7. "Easier said than done"? Perhaps it's what Chris Matthew Sciabarra was getting at in his chapter discussing Nathaniel Branden and integration in Russian Radical...or Ronald Merrill, in The Ideas of Ayn Rand: "From Theory to How-To" "Nathaniel Branden has pointed out the need for something beyond ethics as traditionally conceived. It is not enough, he suggests, to develop a set of rules for action, to tell people WHAT they ought to do. Ethics is not complete until it provides rules or prescriptions to advise people HOW to be moral. …Traditionally [psychologists] have have been prone to understand that if the patient only understands the roots of his behavior he will change it. As Arthur Koestler pointed out in Arrival and Departure, this theory doesn’t work. Branden…deserves credit for not only raising this issue, but making an effort to develop some useful techniques.”
  8. Thanks for the thoughtful analysis, especially the point about context. While I didn't mention it, I take the issue of context as a given to those familiar with Objectivism. (I can't remember the exact quote, and it may have been Rand or Peikoff, but it was something about Objectivism being about absolutes in context.) (Edit: Ah, I found the quote I was thinking of, in Objectivism: The Philosophy of Ayn Rand. Peikoff, pgs. 173-175, writing about context and absolutes. "Conceptual knowledge rests on logic within a context, not on omniscience. If an idea has been logically proved, then it is valid and it is an absolute- contextually." This last term, indeed, does not introduce a factor distinct from logic and should not have to be stressed: to adduce evidence for a conclusion is to place it within a context and thereby to define precisely the conditions of its applicability.")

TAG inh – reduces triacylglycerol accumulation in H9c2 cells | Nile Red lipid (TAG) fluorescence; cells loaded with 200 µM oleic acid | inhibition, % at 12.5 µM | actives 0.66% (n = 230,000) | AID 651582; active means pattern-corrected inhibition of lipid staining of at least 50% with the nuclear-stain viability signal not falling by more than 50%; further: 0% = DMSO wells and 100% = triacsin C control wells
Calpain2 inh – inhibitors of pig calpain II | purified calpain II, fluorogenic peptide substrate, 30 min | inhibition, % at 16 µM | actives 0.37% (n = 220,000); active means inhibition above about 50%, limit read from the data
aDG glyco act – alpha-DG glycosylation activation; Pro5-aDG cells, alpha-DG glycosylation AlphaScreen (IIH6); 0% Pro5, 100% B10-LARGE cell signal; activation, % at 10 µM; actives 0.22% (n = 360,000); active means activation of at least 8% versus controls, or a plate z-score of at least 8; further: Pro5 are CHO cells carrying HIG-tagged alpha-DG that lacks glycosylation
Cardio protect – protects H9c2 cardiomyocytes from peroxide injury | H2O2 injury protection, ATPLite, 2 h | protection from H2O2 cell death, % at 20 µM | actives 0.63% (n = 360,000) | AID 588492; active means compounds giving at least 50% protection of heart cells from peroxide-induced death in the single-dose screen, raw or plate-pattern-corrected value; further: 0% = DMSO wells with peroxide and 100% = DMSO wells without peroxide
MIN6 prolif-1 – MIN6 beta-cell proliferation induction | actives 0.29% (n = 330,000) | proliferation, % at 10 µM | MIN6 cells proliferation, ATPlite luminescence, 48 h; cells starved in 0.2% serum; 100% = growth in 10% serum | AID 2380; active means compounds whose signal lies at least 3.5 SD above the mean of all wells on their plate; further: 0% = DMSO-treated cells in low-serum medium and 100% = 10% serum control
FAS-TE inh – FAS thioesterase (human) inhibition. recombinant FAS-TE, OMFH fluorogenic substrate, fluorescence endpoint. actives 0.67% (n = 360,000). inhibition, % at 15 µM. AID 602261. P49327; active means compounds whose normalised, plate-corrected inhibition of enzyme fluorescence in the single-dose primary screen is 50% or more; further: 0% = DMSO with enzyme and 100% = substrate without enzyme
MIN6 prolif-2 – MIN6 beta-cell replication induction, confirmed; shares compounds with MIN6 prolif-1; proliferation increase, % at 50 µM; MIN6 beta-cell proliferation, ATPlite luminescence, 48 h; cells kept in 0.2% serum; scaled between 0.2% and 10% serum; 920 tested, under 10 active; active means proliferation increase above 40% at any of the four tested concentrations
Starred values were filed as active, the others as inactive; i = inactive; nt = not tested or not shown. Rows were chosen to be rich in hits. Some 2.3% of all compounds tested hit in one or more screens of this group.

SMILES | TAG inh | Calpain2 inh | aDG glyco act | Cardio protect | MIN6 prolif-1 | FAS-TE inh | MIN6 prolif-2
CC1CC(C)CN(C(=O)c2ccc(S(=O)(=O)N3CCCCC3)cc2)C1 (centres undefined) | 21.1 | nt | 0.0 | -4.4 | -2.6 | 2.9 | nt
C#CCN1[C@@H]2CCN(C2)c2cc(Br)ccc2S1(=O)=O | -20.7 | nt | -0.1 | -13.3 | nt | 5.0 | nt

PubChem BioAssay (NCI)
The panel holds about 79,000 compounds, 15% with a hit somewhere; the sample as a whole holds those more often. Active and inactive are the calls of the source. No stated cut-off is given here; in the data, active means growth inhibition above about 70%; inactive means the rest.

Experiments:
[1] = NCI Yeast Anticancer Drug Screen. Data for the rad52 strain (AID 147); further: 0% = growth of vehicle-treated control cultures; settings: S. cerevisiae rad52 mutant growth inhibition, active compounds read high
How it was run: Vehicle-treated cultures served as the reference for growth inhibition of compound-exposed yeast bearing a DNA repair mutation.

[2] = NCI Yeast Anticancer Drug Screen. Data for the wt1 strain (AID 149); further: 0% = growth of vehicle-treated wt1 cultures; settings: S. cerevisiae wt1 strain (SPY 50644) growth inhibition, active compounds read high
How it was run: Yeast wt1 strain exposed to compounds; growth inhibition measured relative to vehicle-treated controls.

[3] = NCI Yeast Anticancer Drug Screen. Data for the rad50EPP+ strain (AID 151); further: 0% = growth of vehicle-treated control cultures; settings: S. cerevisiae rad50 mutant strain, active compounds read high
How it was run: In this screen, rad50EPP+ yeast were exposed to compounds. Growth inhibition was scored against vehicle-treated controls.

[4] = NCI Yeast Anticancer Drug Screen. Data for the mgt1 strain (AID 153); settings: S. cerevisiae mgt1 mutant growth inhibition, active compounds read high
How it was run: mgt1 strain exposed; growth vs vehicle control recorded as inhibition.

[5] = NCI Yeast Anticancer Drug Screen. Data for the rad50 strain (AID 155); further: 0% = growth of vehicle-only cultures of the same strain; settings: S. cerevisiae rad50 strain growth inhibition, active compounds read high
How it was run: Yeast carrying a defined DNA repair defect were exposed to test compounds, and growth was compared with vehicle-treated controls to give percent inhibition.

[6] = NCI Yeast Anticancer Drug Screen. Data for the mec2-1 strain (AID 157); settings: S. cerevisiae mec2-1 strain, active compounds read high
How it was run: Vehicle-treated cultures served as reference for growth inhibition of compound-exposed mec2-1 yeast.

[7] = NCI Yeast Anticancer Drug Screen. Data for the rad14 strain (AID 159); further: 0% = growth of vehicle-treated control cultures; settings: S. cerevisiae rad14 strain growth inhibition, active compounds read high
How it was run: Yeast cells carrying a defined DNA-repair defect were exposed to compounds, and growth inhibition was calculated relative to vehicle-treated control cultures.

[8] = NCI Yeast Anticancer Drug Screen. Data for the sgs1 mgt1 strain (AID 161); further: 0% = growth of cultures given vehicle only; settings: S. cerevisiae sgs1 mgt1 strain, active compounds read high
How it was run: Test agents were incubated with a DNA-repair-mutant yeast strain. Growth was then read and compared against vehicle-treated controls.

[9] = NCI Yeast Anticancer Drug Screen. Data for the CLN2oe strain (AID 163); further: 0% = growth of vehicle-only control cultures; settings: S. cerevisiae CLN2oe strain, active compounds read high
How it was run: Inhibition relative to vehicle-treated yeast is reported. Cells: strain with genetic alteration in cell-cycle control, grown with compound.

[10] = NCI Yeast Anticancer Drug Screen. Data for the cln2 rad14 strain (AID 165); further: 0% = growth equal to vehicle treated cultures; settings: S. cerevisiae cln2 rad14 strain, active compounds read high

9. I think this stands out so much to me, when it comes to Objectivists, because of the Objectivist emphasis on integration of words and deeds.
  10. Hmmm. Yes, there's that aspect, and I knew it would come up, sooner or later. On that note, those Objectivists who are criticizing Trump for his China "orders" were Trump were upset when he praised Kim Jong Un...well, so did the parents of Otto Warmbier, so there's something to be said for the morality of it. But it almost seems like a Catch 22 for Trump... Not that the topic is unimportant, of course it is. I'm just personally stuck on, at the moment, just how "all over the place" (regarding consistence and application of princinples) this topic seems to be within the Objectivist community. That seems to be a phenomenon in itself worth looking at, philosophically speaking.
  11. Rand's article "How To Demoralize a Nation" (where she criticizes Kennedy for going to the Russian ballet during the Cuban Missile Crisis) keeps coming to my mind, in regards to Trump's "orders" re China. This passage, particularly: If that was her argument about dealing with Russia during the missile crisis was valid, wouldn't the same apply to dealing with China today, regarding Hong Kong?
  12. Well, it's to your credit, Michael, that I don't suffer from "Trump Derangement Syndrome" myself. I did read The Art of the Deal upon your earliest suggestions. And it's the reason I'm even having this discussion, today.
  13. That was the other thing about this that bugged me. People like Amy Peikoff were calling out Trump and Pence for not being strong enough on China in favor of Hong Kong. But now that he's "ordering" companies not to deal with China, he's a "fascist." Hmmm...